Cornichons, gherkins, dill pickles, call them what you will – these little cucumbers are easy to grow and great for preserving. Let’s see how to grow them without pickle.
A traditional fish and chip supper or a tasty burger just is not the same without a few pickled gherkins or cornichons as an accompaniment. They will be familiar to most in their pickled form, but they are really just baby cucumbers and are equally good early straight from the plant in salads.
If you can grow outdoor ridge cucumbers on your plot, you should be able to grow gherkins equally well. These trailing plants can either be grown along the ground, preferably on a layer of black polythene to keep the fruit clean and the soil warm, or trained up a wigwam or netting. They do require a warm summer to do really well outside so if you garden in a northern or exposed area you might consider growing them in frames or in a cold greenhouse or polytunnel instead.
Top Tip: Keep gherkins and all female cucumbers different to prevent cross pollination and bitter cucumbers.
STARTING YOUR CROP
This frost-soft harvest is best sown with a view to having established young plants ready to move on when the last frost has passed. We sow to have plants to go out from the entire start of June.If you don’t have a propagator, delay sowing until April or May; it is also possible to sow the seeds direct into the soil where plants are to grow in June.
Sow one seed into a small pot or cell tray that has been filled with any fresh multi purpose or sowing compost. The seeds 6 millimeter deep, watering in and covering attentively. Position in a heated propagator place to 18-21C until germination occurs usually seven to 10 days and cover with a lid or sheet of glass.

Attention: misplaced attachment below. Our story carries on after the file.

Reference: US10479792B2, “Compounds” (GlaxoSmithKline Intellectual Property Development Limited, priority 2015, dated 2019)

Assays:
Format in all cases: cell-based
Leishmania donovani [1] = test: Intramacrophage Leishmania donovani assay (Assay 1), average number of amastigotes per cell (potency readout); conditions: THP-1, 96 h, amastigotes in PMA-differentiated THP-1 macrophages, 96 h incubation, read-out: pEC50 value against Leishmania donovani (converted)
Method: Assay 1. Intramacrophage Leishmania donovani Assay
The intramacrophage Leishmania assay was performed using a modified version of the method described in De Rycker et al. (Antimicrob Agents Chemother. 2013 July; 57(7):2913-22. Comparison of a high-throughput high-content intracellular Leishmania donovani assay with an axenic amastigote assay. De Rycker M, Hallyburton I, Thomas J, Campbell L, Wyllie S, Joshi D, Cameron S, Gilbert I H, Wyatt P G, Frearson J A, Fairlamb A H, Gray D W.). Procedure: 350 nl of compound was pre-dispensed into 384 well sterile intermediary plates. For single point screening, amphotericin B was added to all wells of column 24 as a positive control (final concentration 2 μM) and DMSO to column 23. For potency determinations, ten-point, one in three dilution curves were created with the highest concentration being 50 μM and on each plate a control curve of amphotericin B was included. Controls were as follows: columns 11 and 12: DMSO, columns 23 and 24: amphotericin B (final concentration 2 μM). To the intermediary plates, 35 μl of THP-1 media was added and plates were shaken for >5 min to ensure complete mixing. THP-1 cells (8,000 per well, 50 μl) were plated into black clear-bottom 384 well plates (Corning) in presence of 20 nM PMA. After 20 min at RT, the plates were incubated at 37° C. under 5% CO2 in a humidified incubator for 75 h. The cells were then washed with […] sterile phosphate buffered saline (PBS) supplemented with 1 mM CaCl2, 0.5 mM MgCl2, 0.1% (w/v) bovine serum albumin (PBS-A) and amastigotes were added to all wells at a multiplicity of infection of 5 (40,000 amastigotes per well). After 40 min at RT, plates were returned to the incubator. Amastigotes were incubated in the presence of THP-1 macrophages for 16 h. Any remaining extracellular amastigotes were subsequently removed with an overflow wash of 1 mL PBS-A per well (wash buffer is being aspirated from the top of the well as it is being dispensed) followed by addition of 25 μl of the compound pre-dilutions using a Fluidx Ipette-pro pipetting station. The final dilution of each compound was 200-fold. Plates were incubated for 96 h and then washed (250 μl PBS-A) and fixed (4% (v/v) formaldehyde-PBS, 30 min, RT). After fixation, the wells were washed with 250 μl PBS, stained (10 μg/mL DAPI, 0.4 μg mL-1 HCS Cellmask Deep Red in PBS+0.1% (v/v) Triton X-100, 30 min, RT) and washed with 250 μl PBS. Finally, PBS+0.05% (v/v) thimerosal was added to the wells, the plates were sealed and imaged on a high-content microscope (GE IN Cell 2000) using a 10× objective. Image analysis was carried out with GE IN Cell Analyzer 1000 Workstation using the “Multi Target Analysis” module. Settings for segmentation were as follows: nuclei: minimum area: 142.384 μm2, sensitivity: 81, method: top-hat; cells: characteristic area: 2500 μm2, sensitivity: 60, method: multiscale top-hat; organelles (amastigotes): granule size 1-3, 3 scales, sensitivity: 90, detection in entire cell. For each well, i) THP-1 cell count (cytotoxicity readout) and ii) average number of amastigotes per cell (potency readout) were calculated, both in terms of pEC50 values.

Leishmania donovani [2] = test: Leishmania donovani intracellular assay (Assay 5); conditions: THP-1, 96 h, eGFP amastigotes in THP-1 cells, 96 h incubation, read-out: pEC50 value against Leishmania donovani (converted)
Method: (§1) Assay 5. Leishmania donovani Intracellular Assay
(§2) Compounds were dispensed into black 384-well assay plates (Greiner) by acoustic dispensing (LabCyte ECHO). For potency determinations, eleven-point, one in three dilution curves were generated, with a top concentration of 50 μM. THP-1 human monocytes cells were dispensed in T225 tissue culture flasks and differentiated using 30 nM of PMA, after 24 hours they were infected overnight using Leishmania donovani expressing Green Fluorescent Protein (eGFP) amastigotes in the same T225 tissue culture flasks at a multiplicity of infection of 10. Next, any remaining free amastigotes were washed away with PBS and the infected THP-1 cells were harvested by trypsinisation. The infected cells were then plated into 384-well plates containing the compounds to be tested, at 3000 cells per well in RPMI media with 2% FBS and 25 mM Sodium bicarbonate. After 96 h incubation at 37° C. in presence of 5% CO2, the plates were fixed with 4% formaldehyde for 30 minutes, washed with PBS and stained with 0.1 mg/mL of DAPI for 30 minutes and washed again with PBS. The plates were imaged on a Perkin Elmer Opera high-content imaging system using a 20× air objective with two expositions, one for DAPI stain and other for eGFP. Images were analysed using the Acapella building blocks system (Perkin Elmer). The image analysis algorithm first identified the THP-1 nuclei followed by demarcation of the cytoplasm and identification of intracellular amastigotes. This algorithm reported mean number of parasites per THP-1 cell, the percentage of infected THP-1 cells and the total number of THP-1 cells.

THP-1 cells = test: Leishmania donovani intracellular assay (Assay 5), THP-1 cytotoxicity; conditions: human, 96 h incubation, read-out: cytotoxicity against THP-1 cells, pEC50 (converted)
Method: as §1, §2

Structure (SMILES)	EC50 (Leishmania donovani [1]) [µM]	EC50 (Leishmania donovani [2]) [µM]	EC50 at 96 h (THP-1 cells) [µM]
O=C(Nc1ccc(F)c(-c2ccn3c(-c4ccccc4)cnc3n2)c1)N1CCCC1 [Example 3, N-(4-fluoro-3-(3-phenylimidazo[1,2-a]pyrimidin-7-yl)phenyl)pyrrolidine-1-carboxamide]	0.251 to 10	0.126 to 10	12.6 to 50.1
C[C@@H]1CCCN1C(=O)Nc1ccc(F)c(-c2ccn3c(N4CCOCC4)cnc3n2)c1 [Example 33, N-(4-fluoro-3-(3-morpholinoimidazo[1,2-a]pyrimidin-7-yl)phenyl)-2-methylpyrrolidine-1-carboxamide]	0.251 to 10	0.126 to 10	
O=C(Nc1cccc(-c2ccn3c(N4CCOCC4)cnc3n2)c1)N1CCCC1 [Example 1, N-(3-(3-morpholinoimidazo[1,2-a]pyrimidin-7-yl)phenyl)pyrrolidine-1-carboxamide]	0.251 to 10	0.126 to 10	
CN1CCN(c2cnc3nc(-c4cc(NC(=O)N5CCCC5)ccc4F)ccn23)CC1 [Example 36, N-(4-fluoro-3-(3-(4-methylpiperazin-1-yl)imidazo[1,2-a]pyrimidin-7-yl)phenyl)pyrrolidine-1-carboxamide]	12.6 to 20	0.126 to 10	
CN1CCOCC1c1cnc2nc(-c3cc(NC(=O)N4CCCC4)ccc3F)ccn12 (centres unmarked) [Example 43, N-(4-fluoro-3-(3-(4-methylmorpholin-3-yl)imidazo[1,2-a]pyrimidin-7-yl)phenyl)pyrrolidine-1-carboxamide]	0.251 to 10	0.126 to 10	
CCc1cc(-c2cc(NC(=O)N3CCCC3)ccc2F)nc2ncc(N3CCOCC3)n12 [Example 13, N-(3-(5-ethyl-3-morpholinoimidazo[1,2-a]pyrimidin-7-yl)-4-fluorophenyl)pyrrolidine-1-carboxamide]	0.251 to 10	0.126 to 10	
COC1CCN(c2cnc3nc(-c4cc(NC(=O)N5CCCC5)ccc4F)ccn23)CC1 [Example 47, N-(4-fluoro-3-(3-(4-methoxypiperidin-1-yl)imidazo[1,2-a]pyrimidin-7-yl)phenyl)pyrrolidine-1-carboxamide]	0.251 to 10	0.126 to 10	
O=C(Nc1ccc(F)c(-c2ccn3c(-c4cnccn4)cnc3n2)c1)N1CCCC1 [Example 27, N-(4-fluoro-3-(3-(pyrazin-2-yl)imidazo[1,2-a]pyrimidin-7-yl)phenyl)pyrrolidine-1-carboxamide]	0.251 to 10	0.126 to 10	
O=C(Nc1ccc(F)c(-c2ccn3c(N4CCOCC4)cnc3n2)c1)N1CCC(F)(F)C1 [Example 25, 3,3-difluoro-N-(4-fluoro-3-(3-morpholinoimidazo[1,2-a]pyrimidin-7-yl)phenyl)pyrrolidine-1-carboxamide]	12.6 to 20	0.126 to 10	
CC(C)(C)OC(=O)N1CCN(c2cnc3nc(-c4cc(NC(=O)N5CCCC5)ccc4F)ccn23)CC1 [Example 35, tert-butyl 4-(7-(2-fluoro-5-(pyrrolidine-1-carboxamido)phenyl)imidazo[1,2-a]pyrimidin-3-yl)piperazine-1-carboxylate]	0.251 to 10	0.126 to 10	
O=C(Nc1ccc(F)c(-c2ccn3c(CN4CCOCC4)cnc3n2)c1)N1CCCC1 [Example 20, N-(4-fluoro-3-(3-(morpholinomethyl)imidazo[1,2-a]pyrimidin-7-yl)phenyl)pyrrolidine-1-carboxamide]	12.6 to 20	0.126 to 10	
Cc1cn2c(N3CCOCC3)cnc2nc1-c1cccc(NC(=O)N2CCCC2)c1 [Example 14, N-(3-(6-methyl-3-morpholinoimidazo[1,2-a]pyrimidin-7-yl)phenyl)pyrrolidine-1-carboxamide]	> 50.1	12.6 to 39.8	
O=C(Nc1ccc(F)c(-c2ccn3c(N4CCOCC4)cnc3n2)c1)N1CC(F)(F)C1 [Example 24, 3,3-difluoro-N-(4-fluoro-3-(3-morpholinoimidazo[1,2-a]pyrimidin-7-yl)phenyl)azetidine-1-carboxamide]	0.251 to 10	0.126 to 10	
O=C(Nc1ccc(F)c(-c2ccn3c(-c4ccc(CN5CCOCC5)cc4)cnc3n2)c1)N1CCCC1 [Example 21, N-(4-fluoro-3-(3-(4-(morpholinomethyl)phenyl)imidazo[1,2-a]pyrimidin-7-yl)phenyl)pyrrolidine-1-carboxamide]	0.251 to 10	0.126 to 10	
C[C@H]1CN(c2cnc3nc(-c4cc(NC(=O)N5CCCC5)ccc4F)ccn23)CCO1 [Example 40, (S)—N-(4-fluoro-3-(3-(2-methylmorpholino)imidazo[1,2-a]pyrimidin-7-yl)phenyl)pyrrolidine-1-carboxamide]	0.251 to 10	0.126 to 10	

Remove once the seeds have germinated. Once the first true leaf (the one that appears after the seed leaves) is developing, remove the plants from the propagator and location on the greenhouse bench or keep in a sunny windowsill to grow on at a temperature of 10-13’C (50-55F). If on a windowsill, turn the plants each day to encourage even growth.
Maintain watering and supply each plant with a thin cane to support the stem. A week before planting out, harden your plants off thoroughly by moving them outside during the day when conditions allow, and back inside at night if frost threatens until they become used to life outside. Alternately, put your plants into a cold frame and open the lid during die city and close it at night.
GROWING IN POTS
Cornichons grow well in pots – 25 cm (10 in) or larger are ideal and most composts are suitable, including growing bag compost. This method has the advantage of allowing you to move your plants around and to either grow them in a greenhouse or to move them outside and to grow them on the patio when weather conditions are right. Simply plant into pots at the normal time for planting outside and provide some canes for support.